Dr. RABIYA YASEEN BAZAZ
I reached Dargah with my sister around 1.45 P.M. for offering congregation prayers. Even if there was enough space available in the main garden yet for some unknown reasons I saw women moving all over the place. They were looking for some clean place. We tried to sit in the garden as it was having well managed rooftop and flooring system but the female guard very rudely told us not to sit there. I refused to get up and told her since here is no male so we can sit here but that female guard told us, “Males are on the way and how can you offer prayers with them you have a dog face, female place is always behind the males......”.She called her male guard and forced us to leave the place. In the absence of any space we couldn’t offer congregation prayers (Haseena, 45).
The Hazratbal Shrine, popularly known as Dargha Sharif is a Muslim Shrine located in Hazratbal locality of Srinagar in Jammu and Kashmir. The Dargha has inner sanctums and gardens where prayers are being offered. The gardens have appropriate arrangements for prayers. Unlike in other Mosques of Srinagar, in the Dargha women are allowed to offer prayers. However inside the Dargha women are subjected to typical form of discrimination where women are not provided with appropriate and descent space for offering prayers. The cultural patriarchal standards dictate whether there is a place for women to offer prayers or not. All the appropriate places within the shrine like the inner sanctums and gardens especially during congregation prayers remain reserved for males. The authorities are on duty to protect men's spaces no matter at what time they arrive. Women, who travel to the Dargha with their children, typically from remote locations, are not given the proper space for praying. They are relegated to small open place and are forced to pray in the sweltering sun in the barren unclean field where stray dogs continue to wander.
I am from Ganderbal, and I departed early from my house with my one-year-old child to offer Friday congregation prayers at the Dargha. I reached Dargha around 1.00 P.M. and the prayers took place around 2.30. P.M. During the congregation prayers women are not allowed to offer prayers inside the inner sanctums hence I reserve a place in the garden. After an hour, female guard came to me and told me to leave the place as it is reserved for males. I requested for giving some space near the shade atleast to the women who are with kids but she told me very rudely...why you brought your kid with you...and forced me to vacate the place (Farha, 32).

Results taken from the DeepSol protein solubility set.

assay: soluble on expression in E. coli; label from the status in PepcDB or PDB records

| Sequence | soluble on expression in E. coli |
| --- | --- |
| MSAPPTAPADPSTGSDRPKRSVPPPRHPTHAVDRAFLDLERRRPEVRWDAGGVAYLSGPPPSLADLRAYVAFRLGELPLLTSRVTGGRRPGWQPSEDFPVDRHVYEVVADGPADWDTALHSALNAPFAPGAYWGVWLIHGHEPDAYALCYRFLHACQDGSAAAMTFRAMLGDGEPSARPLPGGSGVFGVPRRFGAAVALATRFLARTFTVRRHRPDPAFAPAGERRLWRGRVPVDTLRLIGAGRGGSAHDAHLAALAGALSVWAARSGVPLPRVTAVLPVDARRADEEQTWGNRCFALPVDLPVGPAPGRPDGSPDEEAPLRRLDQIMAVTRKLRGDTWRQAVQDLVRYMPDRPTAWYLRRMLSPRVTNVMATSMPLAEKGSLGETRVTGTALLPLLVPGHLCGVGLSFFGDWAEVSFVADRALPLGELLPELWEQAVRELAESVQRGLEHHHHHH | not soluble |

Holm (1994) describes these restrictions as the devaluation of women in religion. Inhuman treatment of women within the place of worship is similar to the practice of untouchability. These incidences perpetuate cultural- practices that are derogatory to women. This restriction offends the concept of gender justice and put negative impact on women and their ability to have normal social interactions with the family members as well as with the rest of the society.
Feminists of faith argue that religion itself is not the core cause of misogyny, but rather that male-dominated religious traditions reflect broader structural inequalities that oppress and denigrate women. For Example like Simone de Beauvoir, 1953 argues that religion is oppressive tool used by men to control women similarly El Saadawi (1980) said that religion is not oppressive itself. It is the male dominance of religion that is the problem.
Gender based discrimination in a worship place is clear violation of the constitutional mandate of equality as well as of Article 25(1) of the Fundamental Rights of the Indian Constitution which stipulates that all persons are equally entitled to practice religion and to worship anywhere they want. Even Islamic law does not prohibit women from praying in mosques.
Despite constitutional and religious values, there are numerous instances of discrimination against women when practicing their religion and performing rituals, particularly in public places of worship. For example, the Sabarimala temple in Kerala, the Shani Shingnapur temple in Maharashtra and the Haji Ali Dargah where women have been denied access to the inner shrine whereas in some incidences women are treated inhumanly within the worship place like in the case of Dargha Hazaratbal. These incidences of discrimination are based on patriarchy rather than religion and play an important role in sustaining gender inequality.
In the most recent published Gender Inequality Index, India is placed 130 out of more than 190 nations, and a specific stain is the issue of discrimination against women that is supported by religious dogmas. The Government and various stakeholders of Srinagar Kashmir need to probe into these grave issues. They need to prepare and educate communities that women deserve to be treated with respect and dignity in public worship place. It is the high time to realize that there is dire need of gender-sensitive religious legislation.
(The Author is working as an Assistant Professor (contractual) at the Centre for Women’s Studies and Research, University of Kashmir. She has completed her doctoral degree from the Department of Sociology, Aligarh Muslim University. She has authorised one book and has published numerous research papers in Scopus and Web of Science Journals. Email: firstname.lastname@example.org, email@example.com)